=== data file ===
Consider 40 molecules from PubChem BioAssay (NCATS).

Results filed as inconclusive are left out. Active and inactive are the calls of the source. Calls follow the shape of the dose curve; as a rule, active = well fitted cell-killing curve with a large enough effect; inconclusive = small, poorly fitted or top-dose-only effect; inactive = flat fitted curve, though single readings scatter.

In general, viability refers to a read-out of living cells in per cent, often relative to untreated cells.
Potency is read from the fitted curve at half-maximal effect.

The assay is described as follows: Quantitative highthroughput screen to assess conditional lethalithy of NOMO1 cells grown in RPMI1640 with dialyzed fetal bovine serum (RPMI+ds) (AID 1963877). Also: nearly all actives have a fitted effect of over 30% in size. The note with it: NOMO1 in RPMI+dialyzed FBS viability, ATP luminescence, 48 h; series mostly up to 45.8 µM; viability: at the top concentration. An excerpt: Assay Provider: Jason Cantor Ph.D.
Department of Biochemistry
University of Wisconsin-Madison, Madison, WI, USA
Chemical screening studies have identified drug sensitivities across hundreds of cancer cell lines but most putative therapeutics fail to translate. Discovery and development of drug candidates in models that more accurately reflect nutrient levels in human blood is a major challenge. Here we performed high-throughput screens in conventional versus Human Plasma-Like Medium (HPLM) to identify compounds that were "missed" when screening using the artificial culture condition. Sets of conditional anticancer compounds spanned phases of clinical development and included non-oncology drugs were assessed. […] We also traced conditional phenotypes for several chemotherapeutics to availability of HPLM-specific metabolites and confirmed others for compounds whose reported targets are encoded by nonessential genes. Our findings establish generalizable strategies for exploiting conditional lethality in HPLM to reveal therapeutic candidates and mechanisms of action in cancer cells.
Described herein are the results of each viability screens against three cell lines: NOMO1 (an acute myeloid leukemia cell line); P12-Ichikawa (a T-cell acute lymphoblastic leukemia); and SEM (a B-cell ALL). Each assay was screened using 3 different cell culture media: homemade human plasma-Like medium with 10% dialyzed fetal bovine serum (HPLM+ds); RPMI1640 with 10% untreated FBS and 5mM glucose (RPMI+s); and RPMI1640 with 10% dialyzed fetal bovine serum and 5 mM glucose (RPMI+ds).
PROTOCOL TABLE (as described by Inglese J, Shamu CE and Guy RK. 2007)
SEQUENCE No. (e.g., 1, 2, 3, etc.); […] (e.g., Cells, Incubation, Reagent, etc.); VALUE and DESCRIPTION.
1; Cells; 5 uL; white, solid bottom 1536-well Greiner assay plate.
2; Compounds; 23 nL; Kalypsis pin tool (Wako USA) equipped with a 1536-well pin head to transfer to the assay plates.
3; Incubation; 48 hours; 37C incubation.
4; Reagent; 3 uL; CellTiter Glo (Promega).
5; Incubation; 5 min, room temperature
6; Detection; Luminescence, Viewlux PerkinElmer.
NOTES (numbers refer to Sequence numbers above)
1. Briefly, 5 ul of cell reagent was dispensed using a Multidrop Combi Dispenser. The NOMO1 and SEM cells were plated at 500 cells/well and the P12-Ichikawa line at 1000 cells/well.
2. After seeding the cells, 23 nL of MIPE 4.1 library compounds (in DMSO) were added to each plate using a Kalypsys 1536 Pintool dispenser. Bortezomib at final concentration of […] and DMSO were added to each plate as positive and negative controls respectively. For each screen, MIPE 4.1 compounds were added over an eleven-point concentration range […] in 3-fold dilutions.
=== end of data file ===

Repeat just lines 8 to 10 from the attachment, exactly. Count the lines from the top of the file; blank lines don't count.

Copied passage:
Chemical screening studies have identified drug sensitivities across hundreds of cancer cell lines but most putative therapeutics fail to translate. Discovery and development of drug candidates in models that more accurately reflect nutrient levels in human blood is a major challenge. Here we performed high-throughput screens in conventional versus Human Plasma-Like Medium (HPLM) to identify compounds that were "missed" when screening using the artificial culture condition. Sets of conditional anticancer compounds spanned phases of clinical development and included non-oncology drugs were assessed. […] We also traced conditional phenotypes for several chemotherapeutics to availability of HPLM-specific metabolites and confirmed others for compounds whose reported targets are encoded by nonessential genes. Our findings establish generalizable strategies for exploiting conditional lethality in HPLM to reveal therapeutic candidates and mechanisms of action in cancer cells.
Described herein are the results of each viability screens against three cell lines: NOMO1 (an acute myeloid leukemia cell line); P12-Ichikawa (a T-cell acute lymphoblastic leukemia); and SEM (a B-cell ALL). Each assay was screened using 3 different cell culture media: homemade human plasma-Like medium with 10% dialyzed fetal bovine serum (HPLM+ds); RPMI1640 with 10% untreated FBS and 5mM glucose (RPMI+s); and RPMI1640 with 10% dialyzed fetal bovine serum and 5 mM glucose (RPMI+ds).
PROTOCOL TABLE (as described by Inglese J, Shamu CE and Guy RK. 2007)